Religious Science/Science of Mind Church, 2004. Web:

Romanian Association for Psychoanalysis Promotion (AROPA), “Resources for Carl Jung.” 2017. Web:

The Theosophical Society, “What is Theosophy.” 1998. Web:

Walter, Philippe, “Christianity, the Origins of a Pagan Religion,” trans. Jon E. Graham. Rochester, VT: Inner Traditions. 2003.

Walton, Chris, “Philocrites: Religion, Liberalism, and Culture.” 2009. Web:

Gods of the Month: June

June (Junius) is dedicated to Juno, the Patroness of Women. It is unclear why Juno is honored by Romans at this time, since only Juno Moneta has a festival day in June. However, marriages in the last two weeks of June were considered especially blessed by this Goddess of Marriage. For more on Juno: God of the Month: Juno Regina

The main focus of June is the Vestalia from June 7 to 15. The Inner Sanctum of the Temple of Vesta, Goddess of the Hearth, was opened to women. The temple was cleaned, purified, and rededicated. (The rubbish was then into the Tiber River.) In the Roman religion, Vesta is the Perpetual Fire, Who keeps the Pact between the People and the Gods. For more on Vesta: God of the Month: Vesta

I have personal cultus to Hercules, who is considered to be one of the early founders of Rome. Some of the Greek mythology of Heracules was grafted onto Hercules, the Roman God Hero. However, Romans had their own particular myths about Him. For example, the focus of Hercules’ worship, the Ara Maxima (the Greatest Altar) is where He killed Cacus, the monster who terrorized the early Romans.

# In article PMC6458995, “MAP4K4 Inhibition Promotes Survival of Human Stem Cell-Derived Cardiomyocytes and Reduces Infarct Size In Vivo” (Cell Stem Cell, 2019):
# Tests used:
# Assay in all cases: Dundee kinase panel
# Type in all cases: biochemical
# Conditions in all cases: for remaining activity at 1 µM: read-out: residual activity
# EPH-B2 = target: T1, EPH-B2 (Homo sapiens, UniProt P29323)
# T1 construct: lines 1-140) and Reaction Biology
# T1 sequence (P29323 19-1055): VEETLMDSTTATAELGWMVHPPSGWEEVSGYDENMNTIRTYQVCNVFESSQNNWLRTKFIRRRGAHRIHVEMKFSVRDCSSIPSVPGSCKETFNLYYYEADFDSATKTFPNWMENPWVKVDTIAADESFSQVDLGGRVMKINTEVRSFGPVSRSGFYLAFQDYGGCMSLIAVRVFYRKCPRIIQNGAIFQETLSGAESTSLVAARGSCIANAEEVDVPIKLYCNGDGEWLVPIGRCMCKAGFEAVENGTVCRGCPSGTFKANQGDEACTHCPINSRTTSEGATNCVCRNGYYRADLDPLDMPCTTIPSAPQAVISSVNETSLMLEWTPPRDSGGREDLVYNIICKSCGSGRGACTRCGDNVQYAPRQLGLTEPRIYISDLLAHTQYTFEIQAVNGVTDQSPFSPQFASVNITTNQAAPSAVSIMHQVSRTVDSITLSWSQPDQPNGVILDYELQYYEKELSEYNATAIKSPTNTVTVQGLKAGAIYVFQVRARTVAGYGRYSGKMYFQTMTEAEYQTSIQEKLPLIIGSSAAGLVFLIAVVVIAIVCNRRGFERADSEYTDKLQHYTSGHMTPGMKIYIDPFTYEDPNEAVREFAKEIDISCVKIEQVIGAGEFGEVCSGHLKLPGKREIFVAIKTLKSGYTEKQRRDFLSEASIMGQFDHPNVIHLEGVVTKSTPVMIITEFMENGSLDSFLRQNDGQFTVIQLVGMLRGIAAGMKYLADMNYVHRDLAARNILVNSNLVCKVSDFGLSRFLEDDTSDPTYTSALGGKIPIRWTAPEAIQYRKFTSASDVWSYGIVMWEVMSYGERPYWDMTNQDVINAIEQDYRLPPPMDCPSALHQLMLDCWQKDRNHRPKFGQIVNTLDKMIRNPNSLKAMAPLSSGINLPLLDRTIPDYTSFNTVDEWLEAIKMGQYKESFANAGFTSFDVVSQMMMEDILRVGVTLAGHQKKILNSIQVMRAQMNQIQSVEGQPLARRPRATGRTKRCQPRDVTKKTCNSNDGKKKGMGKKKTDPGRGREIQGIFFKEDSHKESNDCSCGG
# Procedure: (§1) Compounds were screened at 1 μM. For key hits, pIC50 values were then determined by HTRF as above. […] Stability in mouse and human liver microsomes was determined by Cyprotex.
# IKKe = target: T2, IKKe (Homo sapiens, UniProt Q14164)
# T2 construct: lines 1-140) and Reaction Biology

Two temples of Hercules have dedications this month. Hercules Magno Custodi (the Great Custodian) has one on June 4, and Hercules Musarum (of the Muses) on June 29. The first was vowed on the orders of the Sibylline Books in light of Hannibal’s victories against Rome. The second was where poets and others would come to pay their respects to Hercules and the Muses. For more on Hercules: God of the Month: Hercules

Another God, I have a cultus for is Summanus, the God of the Nocturnal Heavens. He ruled the night as Jupiter ruled the day. His festival day is June 20, when people offered round breads imprinted with wheels to Him. For more on Summanus: God of the Month: Summanus

For more on June in Her many aspects:

God of the Month: Juno Moneta

God of the Month: Juno Lucina